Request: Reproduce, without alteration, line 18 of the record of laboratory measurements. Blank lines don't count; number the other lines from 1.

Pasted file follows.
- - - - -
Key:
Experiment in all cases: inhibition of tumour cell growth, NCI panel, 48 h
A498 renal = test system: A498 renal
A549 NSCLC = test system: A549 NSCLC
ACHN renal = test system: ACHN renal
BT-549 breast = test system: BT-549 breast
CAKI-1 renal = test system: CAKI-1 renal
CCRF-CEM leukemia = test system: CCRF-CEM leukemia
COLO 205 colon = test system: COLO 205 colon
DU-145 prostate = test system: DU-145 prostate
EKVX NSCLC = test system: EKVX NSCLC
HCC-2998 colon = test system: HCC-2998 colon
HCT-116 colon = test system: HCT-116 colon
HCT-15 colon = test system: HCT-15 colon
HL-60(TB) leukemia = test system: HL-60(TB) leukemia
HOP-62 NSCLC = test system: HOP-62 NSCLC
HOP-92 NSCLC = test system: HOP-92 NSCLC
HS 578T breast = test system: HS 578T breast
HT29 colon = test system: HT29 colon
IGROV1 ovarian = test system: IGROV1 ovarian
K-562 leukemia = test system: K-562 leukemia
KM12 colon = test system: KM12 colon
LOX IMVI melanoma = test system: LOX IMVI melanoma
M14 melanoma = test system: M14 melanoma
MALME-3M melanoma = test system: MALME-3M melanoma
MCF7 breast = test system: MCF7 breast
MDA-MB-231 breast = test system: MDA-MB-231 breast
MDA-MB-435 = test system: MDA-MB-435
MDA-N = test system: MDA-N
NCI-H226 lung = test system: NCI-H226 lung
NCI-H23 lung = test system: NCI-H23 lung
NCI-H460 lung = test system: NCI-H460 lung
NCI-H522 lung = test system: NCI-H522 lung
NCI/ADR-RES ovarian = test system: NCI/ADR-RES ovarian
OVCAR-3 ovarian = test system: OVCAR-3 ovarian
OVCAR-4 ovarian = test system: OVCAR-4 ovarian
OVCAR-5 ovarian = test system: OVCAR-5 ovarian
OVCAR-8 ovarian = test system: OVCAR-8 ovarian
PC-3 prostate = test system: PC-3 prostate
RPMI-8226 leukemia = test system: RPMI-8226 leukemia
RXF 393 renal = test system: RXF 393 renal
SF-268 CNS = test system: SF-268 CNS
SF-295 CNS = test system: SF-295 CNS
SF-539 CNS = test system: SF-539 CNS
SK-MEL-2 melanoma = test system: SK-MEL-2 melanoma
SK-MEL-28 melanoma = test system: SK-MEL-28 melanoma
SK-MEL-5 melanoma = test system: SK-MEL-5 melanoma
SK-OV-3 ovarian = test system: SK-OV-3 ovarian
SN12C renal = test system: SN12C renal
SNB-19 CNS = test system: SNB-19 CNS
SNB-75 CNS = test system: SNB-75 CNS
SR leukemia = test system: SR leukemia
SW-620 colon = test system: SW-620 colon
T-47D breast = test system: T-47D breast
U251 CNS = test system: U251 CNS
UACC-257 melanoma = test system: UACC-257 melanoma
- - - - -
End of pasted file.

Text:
HS 578T breast = test system: HS 578T breast